Thematic parallel of marriage and family in 'A Secret Sorrow' by Karen van der Zee and 'A Sorrowful Woman' Gail Godwin

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In both the excerpts from Karen van der Zee 's novel "A Secret Sorrow" and in Gail Godwin 's short story "A Sorrowful Woman," the plots center on ideas of marriage and family. Conversely, marriage and family are presented in very different lights in the two stories. Karen van der Zee presents marriage with children as perfect and completely fulfilling; it is what Faye, the protagonist of "A Secret Sorrow", wants and what is necessary to her happiness. For Godwin 's unnamed protagonist, marriage and family are almost the antithesis of happiness; her home life seems to suffocate hear and eventually leads her to death. "A Secret Sorrow" directly endorses and encourages marriage, whereas "A Sorrowful Woman" indirectly questions and discourages…show more content…
It would appear that the girl is too much of an infringement on her space, too much of a reminder of what she can no longer be.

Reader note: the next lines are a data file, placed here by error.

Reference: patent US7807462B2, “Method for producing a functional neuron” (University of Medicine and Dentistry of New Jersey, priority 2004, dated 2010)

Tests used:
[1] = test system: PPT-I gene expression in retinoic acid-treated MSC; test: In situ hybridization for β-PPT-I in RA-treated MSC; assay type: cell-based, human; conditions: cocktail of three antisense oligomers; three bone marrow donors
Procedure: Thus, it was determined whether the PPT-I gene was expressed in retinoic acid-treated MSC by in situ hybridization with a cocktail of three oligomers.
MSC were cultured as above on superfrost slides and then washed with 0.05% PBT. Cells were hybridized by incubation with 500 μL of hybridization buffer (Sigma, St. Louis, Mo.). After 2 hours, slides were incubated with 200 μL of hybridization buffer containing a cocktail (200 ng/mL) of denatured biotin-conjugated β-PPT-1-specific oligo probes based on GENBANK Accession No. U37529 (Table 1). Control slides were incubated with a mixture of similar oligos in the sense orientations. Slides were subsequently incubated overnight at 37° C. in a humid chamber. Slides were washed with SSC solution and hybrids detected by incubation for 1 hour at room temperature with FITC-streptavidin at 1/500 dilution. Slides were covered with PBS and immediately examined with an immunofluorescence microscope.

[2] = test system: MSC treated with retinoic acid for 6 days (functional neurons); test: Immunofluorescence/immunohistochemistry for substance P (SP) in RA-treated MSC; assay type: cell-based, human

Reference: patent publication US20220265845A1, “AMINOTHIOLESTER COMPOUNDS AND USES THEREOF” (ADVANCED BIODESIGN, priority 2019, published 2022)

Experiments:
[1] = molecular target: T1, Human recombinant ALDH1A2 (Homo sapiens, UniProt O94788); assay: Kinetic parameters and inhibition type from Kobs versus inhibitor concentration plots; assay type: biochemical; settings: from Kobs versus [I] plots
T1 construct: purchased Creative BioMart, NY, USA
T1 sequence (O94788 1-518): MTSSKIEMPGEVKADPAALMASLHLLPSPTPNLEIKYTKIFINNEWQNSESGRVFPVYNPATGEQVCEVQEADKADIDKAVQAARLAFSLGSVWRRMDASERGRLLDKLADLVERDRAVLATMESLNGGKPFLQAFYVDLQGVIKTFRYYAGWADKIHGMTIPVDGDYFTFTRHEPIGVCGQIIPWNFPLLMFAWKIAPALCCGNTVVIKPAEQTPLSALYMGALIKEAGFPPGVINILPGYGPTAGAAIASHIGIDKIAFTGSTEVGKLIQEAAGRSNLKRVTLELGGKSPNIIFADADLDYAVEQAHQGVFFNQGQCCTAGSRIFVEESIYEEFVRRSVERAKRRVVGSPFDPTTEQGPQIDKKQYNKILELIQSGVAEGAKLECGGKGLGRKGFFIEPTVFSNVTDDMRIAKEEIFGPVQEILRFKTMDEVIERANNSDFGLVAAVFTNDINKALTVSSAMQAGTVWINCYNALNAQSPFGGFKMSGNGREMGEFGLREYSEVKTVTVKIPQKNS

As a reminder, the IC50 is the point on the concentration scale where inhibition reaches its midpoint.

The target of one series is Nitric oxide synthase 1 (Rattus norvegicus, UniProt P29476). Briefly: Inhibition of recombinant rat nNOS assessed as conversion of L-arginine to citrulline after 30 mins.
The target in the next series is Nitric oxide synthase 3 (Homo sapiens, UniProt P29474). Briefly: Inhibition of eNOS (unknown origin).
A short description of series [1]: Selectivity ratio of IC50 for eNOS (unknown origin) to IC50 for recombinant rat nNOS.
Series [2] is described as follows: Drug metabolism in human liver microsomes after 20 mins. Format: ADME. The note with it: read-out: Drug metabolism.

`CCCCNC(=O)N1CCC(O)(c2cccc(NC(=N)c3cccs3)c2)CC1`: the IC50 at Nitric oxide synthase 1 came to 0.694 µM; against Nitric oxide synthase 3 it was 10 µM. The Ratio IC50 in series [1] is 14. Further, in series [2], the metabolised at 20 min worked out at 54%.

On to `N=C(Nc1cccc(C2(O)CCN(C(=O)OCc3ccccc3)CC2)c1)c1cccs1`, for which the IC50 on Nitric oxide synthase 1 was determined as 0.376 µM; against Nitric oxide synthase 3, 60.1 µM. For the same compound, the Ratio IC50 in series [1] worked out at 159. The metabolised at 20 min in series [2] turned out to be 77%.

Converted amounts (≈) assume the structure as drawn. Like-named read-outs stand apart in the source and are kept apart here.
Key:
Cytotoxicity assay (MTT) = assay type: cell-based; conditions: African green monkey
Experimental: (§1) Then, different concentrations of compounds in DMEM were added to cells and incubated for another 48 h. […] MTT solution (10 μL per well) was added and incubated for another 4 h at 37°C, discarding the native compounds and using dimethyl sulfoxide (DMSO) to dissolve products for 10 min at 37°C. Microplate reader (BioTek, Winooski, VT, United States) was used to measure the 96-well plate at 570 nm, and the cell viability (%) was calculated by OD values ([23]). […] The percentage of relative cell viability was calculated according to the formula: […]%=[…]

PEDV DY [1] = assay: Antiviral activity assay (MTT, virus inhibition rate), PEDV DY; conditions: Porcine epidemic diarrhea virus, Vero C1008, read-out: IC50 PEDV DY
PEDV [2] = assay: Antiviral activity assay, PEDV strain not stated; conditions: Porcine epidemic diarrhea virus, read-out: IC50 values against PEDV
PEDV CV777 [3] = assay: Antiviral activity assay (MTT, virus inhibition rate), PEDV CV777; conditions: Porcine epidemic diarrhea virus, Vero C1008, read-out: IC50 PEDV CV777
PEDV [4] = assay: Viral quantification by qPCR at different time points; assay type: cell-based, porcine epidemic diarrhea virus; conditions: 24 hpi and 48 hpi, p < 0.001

The discrepancy between the two authors ' illustrations of marriage is most apparent when both women are viewing their families. Faye, sitting with her husband and watching her children play, feels that "life was good and filled with love" (Zee 37). Godwin 's protagonist, on the other hand, articulates, "The sight of them made her so sad and sick she did not want to see them ever again" (Godwin 38).When Kai, now her husband, embraces Faye, she feels, "There was love in his embrace and love in his words and in her heart there was no room for doubt, no room for sorrow" (Zee 37). When Godwin 's heroine feels the loving touch of her husband 's arm and the kiss of her child, she cannot bear it any longer and cuts off all direct contact with them. The situation of her marriage forces her into a self-imposed imprisonment and indolence. She feels agonizingly poignant because she can no longer be who they want and need her to be. She avoids them not because she does not love them but rather because she loves them so much that it is too painful to see them and too troublesome for them to feel her failure. The axiom to Godwin 's story tells us that "Once upon a time there was a wife and a mother one too many times" (Godwin 38). The addition of "one
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